No, Diamond Spray's Damage Doesn't Overcome DR X/Magic
The word magic there is nonmechanically descriptive; diamond spray's damage overcomes DR as if it were adamantine and cold iron. If the damage were meant to overcome DR X/magic, the spell would instead say
These magical slivers are treated as adamantine, cold iron, and magic for the purpose of overcoming damage reduction.
Or, maybe, like mythic chord of shards, it would say the spell "bypasses all damage reduction."
More on Pathfinder Damage Reduction
While it says here that "[s]pells, spell-like abilities, and energy attacks (even non-magical fire) ignore damage reduction," the FAQ clarifies by answering this question:
How does DR interact with magical effects that deal bludgeoning, piercing, or slashing damage?
Although the definition of Damage Reduction says "The creature takes normal damage from energy attacks (even non-magical ones), spells, spell-like abilities, and supernatural abilities," that's actually just referring to damage that isn't specifically called out as being of a particular type, such as fire damage or piercing damage. ... However, if a magical attack specifically mentions that it deals bludgeoning, piercing, or slashing damage, DR affects that damage normally, as if it were from a physical weapon.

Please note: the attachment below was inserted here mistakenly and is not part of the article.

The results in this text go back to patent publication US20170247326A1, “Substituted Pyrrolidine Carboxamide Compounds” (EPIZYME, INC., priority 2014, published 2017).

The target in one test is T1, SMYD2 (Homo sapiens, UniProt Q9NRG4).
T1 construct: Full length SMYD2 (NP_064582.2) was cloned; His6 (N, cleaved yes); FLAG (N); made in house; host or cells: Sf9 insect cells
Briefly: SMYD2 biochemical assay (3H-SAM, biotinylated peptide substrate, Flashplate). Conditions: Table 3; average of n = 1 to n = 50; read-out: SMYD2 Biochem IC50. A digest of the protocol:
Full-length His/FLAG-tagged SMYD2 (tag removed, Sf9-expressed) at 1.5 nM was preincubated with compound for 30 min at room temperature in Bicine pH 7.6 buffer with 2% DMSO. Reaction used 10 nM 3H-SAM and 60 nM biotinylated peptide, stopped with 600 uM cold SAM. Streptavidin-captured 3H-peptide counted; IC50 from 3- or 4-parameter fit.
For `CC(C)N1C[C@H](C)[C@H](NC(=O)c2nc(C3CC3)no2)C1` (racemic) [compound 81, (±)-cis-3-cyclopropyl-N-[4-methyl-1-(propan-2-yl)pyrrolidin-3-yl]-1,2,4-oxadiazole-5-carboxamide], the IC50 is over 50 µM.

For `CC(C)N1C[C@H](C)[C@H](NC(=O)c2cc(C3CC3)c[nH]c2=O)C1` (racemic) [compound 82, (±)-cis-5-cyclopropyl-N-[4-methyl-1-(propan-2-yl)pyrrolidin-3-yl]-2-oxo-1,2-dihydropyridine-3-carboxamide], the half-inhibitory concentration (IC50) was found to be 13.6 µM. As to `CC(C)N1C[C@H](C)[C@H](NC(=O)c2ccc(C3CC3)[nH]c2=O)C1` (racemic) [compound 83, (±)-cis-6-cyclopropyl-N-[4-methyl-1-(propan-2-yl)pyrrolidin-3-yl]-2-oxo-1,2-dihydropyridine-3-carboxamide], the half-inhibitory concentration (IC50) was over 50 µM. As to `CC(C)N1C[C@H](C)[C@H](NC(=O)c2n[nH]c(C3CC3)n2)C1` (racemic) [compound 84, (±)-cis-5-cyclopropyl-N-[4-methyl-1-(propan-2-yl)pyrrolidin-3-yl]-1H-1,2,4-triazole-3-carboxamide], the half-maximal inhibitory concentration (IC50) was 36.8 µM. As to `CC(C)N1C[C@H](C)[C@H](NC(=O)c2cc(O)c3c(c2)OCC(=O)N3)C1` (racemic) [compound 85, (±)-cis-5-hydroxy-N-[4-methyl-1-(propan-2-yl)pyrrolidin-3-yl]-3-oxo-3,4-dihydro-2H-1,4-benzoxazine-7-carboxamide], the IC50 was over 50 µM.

Thus, if the spell diamond spray did not say the damage was slashing damage, it would automatically overcome DR as it's a spell. But because diamond spray specifies slashing damage then specifies adamantine and cold iron, diamond spray doesn't also overcome DR X/magic unless stated. The normal physical weapon, in this case, is treated as just adamantine and cold iron. Which is sad.